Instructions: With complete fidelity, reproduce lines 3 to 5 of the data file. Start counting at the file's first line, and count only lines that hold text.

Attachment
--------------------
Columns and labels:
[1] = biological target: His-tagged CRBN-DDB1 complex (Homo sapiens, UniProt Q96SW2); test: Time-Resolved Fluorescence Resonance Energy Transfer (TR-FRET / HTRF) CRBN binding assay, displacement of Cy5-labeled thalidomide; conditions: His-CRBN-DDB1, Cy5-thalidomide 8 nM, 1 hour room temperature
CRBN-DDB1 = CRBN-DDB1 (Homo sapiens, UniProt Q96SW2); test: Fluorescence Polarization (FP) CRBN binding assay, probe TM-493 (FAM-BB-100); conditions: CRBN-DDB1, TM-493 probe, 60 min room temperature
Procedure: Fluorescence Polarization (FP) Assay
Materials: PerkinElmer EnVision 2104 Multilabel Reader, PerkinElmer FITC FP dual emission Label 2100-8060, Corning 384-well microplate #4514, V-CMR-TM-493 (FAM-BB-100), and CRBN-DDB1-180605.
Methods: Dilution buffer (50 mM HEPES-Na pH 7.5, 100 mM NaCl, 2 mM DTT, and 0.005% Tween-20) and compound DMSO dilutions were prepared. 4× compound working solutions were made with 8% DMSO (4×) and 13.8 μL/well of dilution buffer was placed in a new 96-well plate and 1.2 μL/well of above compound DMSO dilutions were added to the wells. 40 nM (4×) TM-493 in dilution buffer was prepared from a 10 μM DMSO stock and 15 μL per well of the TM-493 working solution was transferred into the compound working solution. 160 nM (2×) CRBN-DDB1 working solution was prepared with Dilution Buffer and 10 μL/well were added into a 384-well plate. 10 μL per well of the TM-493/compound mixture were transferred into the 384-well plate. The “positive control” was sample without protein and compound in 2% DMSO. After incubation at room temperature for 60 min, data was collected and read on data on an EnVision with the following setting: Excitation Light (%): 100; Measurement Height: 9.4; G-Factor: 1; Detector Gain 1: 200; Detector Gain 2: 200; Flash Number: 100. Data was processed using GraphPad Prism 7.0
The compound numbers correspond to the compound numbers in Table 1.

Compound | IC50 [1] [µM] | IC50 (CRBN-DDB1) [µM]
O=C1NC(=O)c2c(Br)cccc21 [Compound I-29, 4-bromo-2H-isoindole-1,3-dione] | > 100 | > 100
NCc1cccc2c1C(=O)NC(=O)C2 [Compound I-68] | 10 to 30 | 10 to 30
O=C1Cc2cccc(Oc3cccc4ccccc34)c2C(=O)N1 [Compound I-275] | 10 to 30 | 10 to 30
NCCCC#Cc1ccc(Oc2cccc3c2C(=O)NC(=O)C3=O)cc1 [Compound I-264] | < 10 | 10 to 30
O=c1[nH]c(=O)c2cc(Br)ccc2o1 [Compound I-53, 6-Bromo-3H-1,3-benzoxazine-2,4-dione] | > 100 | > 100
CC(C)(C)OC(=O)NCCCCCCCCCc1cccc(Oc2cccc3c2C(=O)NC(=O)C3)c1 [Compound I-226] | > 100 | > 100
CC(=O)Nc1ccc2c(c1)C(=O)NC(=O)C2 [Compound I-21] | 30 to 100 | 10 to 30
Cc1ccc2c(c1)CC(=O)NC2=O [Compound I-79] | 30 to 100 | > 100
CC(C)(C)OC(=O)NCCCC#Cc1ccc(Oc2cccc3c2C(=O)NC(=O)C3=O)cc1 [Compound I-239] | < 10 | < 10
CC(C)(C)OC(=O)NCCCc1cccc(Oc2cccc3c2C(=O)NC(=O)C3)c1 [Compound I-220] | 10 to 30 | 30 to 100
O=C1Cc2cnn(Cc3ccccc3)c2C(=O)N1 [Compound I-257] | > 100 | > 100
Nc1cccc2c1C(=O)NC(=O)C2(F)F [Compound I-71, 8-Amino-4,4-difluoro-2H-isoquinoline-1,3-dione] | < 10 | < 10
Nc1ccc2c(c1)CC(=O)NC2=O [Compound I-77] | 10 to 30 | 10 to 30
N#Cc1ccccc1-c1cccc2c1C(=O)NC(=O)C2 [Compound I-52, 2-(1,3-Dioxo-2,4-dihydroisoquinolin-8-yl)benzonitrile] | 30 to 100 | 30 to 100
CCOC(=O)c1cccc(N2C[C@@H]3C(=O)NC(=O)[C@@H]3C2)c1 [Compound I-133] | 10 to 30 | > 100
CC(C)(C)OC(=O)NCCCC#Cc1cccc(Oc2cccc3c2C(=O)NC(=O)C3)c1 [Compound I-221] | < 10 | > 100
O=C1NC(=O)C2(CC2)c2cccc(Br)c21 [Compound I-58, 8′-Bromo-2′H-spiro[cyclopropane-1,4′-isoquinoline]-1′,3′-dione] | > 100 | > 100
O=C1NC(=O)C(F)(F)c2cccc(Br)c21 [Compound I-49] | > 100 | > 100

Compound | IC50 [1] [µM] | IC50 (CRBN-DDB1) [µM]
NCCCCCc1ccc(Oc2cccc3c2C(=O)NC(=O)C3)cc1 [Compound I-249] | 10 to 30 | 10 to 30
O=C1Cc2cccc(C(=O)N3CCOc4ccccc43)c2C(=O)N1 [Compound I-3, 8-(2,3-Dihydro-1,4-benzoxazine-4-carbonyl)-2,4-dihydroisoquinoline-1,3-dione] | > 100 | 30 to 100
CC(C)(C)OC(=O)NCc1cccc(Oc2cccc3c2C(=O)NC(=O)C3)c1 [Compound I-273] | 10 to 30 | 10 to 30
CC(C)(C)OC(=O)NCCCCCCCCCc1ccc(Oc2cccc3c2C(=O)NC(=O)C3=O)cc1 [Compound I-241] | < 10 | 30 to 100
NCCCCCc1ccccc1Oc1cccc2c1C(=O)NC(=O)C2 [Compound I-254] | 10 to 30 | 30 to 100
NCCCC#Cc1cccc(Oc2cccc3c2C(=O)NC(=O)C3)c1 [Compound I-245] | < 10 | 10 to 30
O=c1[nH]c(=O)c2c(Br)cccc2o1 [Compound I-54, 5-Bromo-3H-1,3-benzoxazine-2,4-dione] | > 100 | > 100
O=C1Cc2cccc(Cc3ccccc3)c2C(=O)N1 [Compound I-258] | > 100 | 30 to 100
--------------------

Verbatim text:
CRBN-DDB1 = CRBN-DDB1 (Homo sapiens, UniProt Q96SW2); test: Fluorescence Polarization (FP) CRBN binding assay, probe TM-493 (FAM-BB-100); conditions: CRBN-DDB1, TM-493 probe, 60 min room temperature
Procedure: Fluorescence Polarization (FP) Assay
Materials: PerkinElmer EnVision 2104 Multilabel Reader, PerkinElmer FITC FP dual emission Label 2100-8060, Corning 384-well microplate #4514, V-CMR-TM-493 (FAM-BB-100), and CRBN-DDB1-180605.